For Woody Allen, the math is simple: 37 down, three to go.
But the last three are going to be harder than the first three dozen.
This week, the veteran director's "Midnight in Paris" topped the $23.3 million mark to pass "Vicky Christina Barcelona" and "Match Point" and become the filmmaker's top-grossing movie in 25 years.
It has now outgrossed – in most cases, significantly outgrossed – all 25 of the movies Allen has made since "Hannah and Her Sisters" in 1986.
It has almost doubled Allen's average gross of about $13 million, and set records for him for the number of screens and the per-screen averages.
And it has earned more than all but three of Allen's 41 movies: "Hannah" ($40.1 million) 1979's "Manhattan" ($39.9 million) and his 1977 Oscar Best-Picture winner, "Annie Hall" ($38.3 million).
It has also become the third biggest-grossing film ever for Sony Pictures Classics, though it's far behind the $128 million racked up by "Crouching Tiger, Hidden Dragon" in 2000. (It should surpass SPC's second-place film, "Capote," within a week.)
The film enjoyed a high-profile launch as the opening-night attraction at the Cannes Film Festival (right); broadened to an unprecedented (for Allen) release on more than 1,000 screens; enjoyed the most positive reviews of any Allen film in years; and mixed a sly air of nostalgia with a young, attractive cast whose leading man, Owen Wilson, was not the obvious Allen stand-in that sometimes dragged down his films.
As the third consecutive Allen film for SPC, and the fourth overall, "Midnight" is a dramatic step up from 2010's "You Will Meet a Tall Dark Stranger" ($3.2 million), the previous year's "Whatever Works" ($5.3 million) and 1999's "Sweet and Lowdown" ($4.2 million).
For Allen, and for SPC, it is already a resounding success. But can it top "Hannah," "Manhattan" and "Annie Hall" to become Allen's biggest movie ever?
By one measurement, "Midnight" stands a pretty good shot to do so: after five weeks in theaters, according to figures from Box Office Mojo, it is almost $9 million ahead of "Hannah," which earned more than 60 percent of its money after its fifth week.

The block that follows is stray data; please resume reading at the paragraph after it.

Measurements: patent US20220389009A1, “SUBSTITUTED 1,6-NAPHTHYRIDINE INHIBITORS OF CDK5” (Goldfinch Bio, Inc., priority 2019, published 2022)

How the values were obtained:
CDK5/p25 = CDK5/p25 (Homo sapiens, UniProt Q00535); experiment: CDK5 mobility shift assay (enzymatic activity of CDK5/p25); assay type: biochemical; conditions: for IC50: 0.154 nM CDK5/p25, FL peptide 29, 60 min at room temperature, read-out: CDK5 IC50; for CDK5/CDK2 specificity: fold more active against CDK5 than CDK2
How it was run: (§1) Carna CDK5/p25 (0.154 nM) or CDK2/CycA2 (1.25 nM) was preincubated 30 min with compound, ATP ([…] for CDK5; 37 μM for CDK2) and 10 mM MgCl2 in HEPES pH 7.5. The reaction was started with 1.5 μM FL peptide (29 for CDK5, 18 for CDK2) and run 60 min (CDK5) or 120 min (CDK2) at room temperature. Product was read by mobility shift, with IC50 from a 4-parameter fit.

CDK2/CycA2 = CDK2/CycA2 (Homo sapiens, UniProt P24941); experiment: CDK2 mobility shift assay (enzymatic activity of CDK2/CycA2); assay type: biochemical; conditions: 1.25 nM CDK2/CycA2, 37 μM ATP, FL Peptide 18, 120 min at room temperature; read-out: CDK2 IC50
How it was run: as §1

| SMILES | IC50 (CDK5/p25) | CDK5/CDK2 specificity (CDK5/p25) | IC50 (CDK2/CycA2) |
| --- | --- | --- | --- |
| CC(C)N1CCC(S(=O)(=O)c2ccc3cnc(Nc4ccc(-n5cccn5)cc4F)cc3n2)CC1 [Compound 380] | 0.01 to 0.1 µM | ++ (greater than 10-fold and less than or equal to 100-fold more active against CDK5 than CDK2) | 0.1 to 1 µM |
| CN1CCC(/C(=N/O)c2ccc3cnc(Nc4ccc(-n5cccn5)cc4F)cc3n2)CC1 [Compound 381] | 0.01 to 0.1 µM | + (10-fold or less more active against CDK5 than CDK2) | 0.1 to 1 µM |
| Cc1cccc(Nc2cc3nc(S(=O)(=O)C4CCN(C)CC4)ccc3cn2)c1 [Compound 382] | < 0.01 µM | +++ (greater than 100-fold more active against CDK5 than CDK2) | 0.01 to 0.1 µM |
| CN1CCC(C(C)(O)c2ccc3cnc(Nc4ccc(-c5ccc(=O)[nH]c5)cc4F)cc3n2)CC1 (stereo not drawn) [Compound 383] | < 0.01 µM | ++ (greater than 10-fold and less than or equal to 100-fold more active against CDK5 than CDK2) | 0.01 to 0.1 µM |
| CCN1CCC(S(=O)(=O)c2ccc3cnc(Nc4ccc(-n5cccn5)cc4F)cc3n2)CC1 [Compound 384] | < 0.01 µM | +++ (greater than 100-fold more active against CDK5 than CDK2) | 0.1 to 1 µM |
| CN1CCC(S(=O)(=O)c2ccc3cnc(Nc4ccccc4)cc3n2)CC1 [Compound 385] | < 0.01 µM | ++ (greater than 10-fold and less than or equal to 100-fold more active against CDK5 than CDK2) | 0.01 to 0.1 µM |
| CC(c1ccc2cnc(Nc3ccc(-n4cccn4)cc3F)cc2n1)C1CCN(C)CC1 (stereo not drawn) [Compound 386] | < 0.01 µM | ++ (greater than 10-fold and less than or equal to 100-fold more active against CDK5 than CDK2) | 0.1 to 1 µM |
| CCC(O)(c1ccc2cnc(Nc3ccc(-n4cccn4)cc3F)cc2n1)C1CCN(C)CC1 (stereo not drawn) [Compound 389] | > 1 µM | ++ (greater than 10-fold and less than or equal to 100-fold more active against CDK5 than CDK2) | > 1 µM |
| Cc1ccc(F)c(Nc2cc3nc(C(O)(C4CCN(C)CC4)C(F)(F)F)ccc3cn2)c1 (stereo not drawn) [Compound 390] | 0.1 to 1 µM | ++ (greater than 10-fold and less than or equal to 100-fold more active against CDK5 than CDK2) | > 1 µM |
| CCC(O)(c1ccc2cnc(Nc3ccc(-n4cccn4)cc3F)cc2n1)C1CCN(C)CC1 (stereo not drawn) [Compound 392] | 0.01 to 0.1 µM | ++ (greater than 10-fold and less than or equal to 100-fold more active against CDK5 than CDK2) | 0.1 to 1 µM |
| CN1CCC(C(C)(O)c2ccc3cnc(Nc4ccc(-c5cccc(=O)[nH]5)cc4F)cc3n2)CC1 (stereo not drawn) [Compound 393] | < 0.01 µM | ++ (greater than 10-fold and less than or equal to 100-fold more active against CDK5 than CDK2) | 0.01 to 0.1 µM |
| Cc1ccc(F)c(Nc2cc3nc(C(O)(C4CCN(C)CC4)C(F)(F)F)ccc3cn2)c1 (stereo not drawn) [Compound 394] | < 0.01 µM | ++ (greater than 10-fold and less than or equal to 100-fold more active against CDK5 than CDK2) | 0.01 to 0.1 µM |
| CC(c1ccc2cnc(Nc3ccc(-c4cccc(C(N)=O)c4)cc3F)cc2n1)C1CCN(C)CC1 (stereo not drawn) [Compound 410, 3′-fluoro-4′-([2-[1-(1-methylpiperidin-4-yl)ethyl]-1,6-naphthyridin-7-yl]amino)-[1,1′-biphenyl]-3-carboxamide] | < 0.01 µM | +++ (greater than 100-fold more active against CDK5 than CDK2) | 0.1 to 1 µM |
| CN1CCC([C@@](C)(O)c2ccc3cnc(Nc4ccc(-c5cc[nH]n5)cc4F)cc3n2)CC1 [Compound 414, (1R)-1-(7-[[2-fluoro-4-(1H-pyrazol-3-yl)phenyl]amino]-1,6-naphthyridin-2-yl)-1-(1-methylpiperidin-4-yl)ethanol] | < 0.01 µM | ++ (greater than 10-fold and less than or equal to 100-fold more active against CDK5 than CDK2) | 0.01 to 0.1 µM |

At that rate, "Midnight" is on track to make about $65 million.
But, of course, the box office is far more front-loaded now than it was in 1986 --dramatically so for big-studio, big-budget productions, but also to a lesser degree for indies.
"The most commercial film is front-loaded, but this is not that film," said Ted Mundorff, CEO of the Landmark Theatres chain. "The film transcends all age groups and is able to hold up weekend after weekend. Commercial film is distributed very wide, capturing the audience early. Specialized film is allowed to percolate, being careful not to dilute and dissipate the audience."
Although it is coming off two consecutive weekends that are better than any "Hannah" ever had, last weekend "Midnight" took its first drop over the previous weekend. It was only a slight drop of 16.2 percent, coupled with a slight increase in theaters from 944 to 1,038.
The film is likely on a slow, steady decline from now until the end of its run – but with a potential gross of around $28 million by the end of the weekend, it still has a shot at $40 million, if it sticks around long enough.
And Allen movies, even low-grossing ones, do stick around: "Vicky Christina Barcelona" and "Whatever Works" stayed in theaters for 20 weeks, while "You Will Meet a Tall Dark Stranger" lasted for 15.
Although a handful of smaller films are opening in the next few weeks, "Midnight" should remain attractive counter-programming to the usual summer behemoths – and SPC co-chief Michael Barker has said that a key part of the company's strategy is to keep it on screens for as long as possible.
Still, to pass "Hannah," "Midnight" would have to make about 42 percent of its total gross after week five. None of his recent movies have done that, though 2005's "Match Point" came close with about 37 percent.
Among recent indie hits, "The Kids Are All Right" made about 25 percent of its gross (which topped out just over $20 million) after week five.
But here's a model that Woody would love: "Little Miss Sunshine," which opened in the summer of 2006, was at $26.1 million after five weeks, and ended up at $59.9 million. Of course, it showed rather astonishing longevity: not only did it play all summer long, it played all fall and winter too, and all the way through the Oscars, where it was nominated for Best Picture.
Improbable? Sure. Just like everything else about "Midnight in Paris."